Sweet Dreams in Latvia


Tuesday, July 12: So here we are once again.  It’s about 10:30 in Dauguvpil, Latvia and I’m just sitting in my bed, trying to hear myself think over the sound of Grampa snoring (not so easy).  You know this post is going to have at least some substance to it because we checked another border crossing off the list; today it was Russia to Latvia and once again, things didn’t quite go as planned.  So without further a do… here it goes.


I was up really late last night writing blog posts and inspiring young Russian children and generally being a great person, but this morning that came back to haunt me.  Waking up was just plain hard.  And it’s never easy, but today it was crossing into the realm of cruel and unusual.  But I didn’t really have a choice, so I got up.  Our bags apparently arrived sometime around 2:30 last night and a much needed shower soon followed their retrieval from reception.  The morning was a little hectic; I had to eat, I had to load up the blog posts I had written and I had to go be a hero to the kid from last night who wanted to sit in the Corvette.  So it was a little busy, but we soon got underway.

I talked to Jerry and finally got this little guy his time in the Corvette.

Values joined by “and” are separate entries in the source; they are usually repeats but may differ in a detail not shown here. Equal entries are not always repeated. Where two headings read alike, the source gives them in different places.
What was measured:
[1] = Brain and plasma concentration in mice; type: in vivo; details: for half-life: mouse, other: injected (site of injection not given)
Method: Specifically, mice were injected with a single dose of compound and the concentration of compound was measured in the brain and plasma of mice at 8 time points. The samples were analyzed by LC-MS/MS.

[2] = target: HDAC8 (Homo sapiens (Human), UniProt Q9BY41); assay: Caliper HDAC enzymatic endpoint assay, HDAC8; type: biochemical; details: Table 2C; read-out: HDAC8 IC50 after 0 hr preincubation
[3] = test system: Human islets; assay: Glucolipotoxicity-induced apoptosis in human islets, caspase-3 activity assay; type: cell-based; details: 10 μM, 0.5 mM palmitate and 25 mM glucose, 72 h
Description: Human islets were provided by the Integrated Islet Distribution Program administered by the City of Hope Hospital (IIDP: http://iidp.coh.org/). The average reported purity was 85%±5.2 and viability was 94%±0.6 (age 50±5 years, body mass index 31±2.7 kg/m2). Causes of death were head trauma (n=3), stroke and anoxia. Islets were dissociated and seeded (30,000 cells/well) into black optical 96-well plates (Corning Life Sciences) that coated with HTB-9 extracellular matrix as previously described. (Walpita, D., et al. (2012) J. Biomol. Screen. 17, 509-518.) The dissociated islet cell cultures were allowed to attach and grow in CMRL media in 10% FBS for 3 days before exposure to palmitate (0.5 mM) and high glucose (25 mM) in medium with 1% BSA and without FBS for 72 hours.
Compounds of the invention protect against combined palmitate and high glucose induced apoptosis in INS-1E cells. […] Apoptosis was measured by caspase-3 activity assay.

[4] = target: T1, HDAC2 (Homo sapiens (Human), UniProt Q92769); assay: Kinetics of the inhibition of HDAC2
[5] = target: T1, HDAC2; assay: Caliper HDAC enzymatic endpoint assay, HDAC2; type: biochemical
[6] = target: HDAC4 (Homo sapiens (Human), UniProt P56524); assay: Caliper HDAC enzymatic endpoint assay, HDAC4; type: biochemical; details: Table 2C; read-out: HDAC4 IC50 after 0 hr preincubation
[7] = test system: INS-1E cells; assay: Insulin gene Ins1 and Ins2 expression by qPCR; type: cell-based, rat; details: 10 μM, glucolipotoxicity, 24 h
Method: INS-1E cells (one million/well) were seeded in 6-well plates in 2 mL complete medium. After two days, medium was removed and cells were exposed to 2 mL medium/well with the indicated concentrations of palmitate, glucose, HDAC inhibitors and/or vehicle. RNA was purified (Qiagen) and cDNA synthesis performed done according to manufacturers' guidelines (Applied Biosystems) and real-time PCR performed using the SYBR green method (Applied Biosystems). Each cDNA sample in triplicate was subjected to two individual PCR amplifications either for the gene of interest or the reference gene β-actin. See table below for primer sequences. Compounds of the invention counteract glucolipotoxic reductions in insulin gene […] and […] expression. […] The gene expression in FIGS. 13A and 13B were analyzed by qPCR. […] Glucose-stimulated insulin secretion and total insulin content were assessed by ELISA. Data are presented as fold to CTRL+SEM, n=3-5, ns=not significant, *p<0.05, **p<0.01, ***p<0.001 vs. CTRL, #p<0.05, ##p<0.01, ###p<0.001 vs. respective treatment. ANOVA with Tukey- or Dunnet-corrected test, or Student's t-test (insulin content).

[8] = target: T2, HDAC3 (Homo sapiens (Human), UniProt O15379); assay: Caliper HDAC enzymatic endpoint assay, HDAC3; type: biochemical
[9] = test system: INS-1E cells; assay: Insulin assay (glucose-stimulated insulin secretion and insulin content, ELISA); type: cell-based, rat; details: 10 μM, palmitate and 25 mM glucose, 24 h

Now, I’m not sure if I’ve mentioned the navigational issues we’ve been having in Russia, so here’s a little refresher.  In every city we get lost. Every one.  As Grampa said, “If the city only had two streets, we’d take the wrong one.”  And it’s true.  Inevitably, every day after a long drive, we find ourselves having to make U-turns in traffic or stopped on the side of a busy street to check directions.  So the past couple of days, our tour managers have tried to smooth out the process by picking up local cabs or drivers to lead us in and out of the city.  The success of this plan is debatable, but this morning was an interesting chapter in it’s short history.  Right as we were about to leave, this guy in a taxi drives up and jumps out of his car.  Now keep in mind that’s it’s raining at this point – not hard but still… he was getting wet.  He approaches our car first and starts trying to talk to me in Russian.  Of course I can’t understand a single word he was saying, but through past experience and a few hand gestures I was able to determine that he wanted a picture.  Of course this was fine with me – I couldn’t have cared less what he did – so I said yeah sure go ahead knock yourself out.  After a bit more confusion we had to bring in a translator and it was further determined that, although he wanted to take a picture, he didn’t have a camera, but he was still asking to take a picture.  By this point I already knew he was crazy.  I just though forget it and got in the car to get ready to leave.  But our tour managers had the bright idea that this was the right guy to get us out of the city.  And to their credit, he did get us out of the city with no problems.  But he was still a crazy nutjob.  I’m being 100% serious when I say he honked his horn for the entire time he was leading us out – through the whole city.  Even when we were just sitting at a gas station he honked his horn.  The